The key to explaining that nonmonotonic behavior lies in the density of particle entanglements *ρ*_{ent}. Two staples are said to be entangled if they pierce each other’s bounding areas. The idea is illustrated in figure 2a, which shows a number of staples that all pierce the bounding area of a particular one. The product of the average number of entanglements per particle and the packing fraction gives the entanglement density *ρ*_{ent}.

Increasing the barb ratio at fixed crossbar size increases the bounding area, and so the absolute number of entanglements per particle increases. But as the barb ratio increases, individual staples take up more space—the excluded volume increases—and so the packing fraction goes down. Eventually, the decrease in packing fraction overwhelms the increase in number entanglements. And, as displayed in figure 2a, data from simulations show a peak in *ρ*_{ent} very near the experimentally observed barb ratio for maximally rigid piles.

In experiments currently under way in my research group, we fix a pile of staples at one end and attach the other to a spring whose free end is pulled at a constant slow velocity. We then monitor both the force applied to the pile and the length of the pile. As expected, the pile grows in bursts as staples disentangle, showing the stick-slip characteristic of motion through a granular material.

Surprisingly, the force needed to pull apart a long, thin pile is much less than for a shorter pile; long piles are weak. This is not an elastic effect in which an effective spring constant scales inversely with length. Rather, as shown in figure 2b, the weakening comes on fairly rapidly near a critical length. We have been working to understand the critical weakening in the context of a weakest-link theory that posits the existence of a fundamental length scale *ξ* and a distribution of link strengths. Longer piles are composed of multiple units chained together, and so the probability of finding a weak link increases. The approach seems promising, and we are attempting to develop a fully satisfactory theory.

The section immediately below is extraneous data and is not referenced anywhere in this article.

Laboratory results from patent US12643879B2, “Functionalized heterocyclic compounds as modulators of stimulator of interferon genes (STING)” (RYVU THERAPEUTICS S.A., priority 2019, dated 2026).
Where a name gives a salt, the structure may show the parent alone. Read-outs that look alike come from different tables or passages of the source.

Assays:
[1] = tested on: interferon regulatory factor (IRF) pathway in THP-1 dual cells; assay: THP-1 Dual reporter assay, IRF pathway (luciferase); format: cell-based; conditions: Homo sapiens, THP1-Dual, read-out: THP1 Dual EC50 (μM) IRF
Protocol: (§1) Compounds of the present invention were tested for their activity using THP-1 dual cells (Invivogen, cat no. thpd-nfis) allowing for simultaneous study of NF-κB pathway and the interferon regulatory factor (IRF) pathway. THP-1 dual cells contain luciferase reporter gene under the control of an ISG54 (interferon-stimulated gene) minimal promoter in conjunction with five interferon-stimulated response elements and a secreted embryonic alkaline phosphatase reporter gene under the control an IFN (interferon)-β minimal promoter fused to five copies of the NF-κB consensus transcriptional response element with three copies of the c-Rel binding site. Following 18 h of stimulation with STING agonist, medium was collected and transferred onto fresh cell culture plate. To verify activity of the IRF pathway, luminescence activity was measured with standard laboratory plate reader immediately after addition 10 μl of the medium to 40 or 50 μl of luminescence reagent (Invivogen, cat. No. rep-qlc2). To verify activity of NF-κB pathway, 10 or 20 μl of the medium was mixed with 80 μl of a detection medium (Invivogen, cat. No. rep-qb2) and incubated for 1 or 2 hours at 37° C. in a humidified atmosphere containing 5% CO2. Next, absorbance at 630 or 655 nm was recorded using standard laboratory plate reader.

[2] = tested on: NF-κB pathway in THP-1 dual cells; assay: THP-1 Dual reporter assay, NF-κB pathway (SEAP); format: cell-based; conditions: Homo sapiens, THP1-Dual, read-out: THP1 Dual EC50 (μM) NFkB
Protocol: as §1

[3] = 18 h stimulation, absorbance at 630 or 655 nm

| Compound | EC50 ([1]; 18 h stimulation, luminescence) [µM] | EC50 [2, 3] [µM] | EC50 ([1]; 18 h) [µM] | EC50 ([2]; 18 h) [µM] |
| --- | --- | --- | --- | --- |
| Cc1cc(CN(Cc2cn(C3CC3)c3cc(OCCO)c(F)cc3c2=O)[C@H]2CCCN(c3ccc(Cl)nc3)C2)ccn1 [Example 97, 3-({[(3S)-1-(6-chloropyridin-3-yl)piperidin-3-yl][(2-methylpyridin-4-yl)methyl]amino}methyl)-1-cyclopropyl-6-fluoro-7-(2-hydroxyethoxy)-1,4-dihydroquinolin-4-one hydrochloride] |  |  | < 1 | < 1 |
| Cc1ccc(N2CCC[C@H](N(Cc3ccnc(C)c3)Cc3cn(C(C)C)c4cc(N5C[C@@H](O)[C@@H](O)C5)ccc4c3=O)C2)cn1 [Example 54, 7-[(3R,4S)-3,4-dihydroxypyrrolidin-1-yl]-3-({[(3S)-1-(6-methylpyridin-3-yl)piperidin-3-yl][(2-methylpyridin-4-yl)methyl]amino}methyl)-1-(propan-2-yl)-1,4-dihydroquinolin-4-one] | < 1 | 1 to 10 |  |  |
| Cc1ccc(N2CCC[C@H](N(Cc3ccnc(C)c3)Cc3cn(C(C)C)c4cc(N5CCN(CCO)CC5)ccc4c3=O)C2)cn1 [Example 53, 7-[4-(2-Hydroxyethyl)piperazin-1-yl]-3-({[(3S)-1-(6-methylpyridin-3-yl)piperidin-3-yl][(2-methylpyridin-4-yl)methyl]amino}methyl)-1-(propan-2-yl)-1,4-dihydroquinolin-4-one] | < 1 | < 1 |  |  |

Our understanding of geometric cohesion has evolved in recent years, but the experimental and computational studies needed to complete the picture are only just beginning. Molecular dynamics simulations that accurately model the elastic and frictional forces on each particle will shed light on how particles rearrange when disturbed, how disturbances percolate through the entire pile and lead to global collapse, and how particle motion correlates with interparticle force. Physicists are contemplating new cohesive geometries—for example, systems including arcs with various lengths. Work continues in a practical direction too, and it may lead to rigid objects that are both porous and lightweight.

## ADDITIONAL RESOURCES

**Scott Franklin** is a professor of physics at the Rochester Institute of Technology in New York.